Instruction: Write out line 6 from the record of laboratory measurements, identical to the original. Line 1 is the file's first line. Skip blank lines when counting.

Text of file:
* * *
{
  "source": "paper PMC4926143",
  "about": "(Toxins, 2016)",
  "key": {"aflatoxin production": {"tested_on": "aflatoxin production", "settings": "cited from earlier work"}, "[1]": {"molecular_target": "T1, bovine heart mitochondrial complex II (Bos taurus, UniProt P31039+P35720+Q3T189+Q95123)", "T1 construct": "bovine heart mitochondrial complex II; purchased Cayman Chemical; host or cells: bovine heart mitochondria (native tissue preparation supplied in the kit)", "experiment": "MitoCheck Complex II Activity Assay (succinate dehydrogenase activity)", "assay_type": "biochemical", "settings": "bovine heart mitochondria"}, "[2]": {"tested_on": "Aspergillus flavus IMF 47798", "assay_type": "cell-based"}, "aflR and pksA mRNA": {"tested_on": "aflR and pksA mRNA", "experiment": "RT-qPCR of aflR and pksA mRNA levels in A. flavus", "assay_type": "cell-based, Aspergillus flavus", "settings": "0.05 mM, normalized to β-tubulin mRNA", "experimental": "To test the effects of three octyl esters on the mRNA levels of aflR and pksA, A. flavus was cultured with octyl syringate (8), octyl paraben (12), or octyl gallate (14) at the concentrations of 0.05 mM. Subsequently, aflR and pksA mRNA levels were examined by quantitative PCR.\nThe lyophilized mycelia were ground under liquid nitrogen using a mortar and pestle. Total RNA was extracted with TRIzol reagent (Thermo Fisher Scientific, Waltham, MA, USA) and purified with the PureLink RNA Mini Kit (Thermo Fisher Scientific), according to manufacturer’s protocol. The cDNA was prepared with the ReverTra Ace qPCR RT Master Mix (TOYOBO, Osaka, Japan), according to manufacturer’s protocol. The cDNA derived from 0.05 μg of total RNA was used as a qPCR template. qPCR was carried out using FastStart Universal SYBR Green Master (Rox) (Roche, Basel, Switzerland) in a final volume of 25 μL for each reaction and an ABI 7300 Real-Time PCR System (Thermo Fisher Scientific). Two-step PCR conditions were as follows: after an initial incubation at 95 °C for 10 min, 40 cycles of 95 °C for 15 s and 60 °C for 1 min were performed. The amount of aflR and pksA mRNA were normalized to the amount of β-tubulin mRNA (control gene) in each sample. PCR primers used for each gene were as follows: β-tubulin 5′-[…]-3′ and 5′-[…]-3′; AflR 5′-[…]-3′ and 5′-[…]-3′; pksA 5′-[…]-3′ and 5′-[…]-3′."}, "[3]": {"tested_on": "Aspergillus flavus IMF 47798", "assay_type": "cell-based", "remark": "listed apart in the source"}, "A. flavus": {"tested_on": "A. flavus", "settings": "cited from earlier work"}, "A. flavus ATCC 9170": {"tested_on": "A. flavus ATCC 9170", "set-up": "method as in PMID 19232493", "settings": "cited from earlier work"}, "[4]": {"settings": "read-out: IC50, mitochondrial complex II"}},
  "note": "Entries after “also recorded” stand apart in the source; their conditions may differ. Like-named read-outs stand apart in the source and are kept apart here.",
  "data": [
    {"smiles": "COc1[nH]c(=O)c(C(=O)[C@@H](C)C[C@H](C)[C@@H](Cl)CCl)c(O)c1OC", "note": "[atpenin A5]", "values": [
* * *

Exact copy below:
  "data": [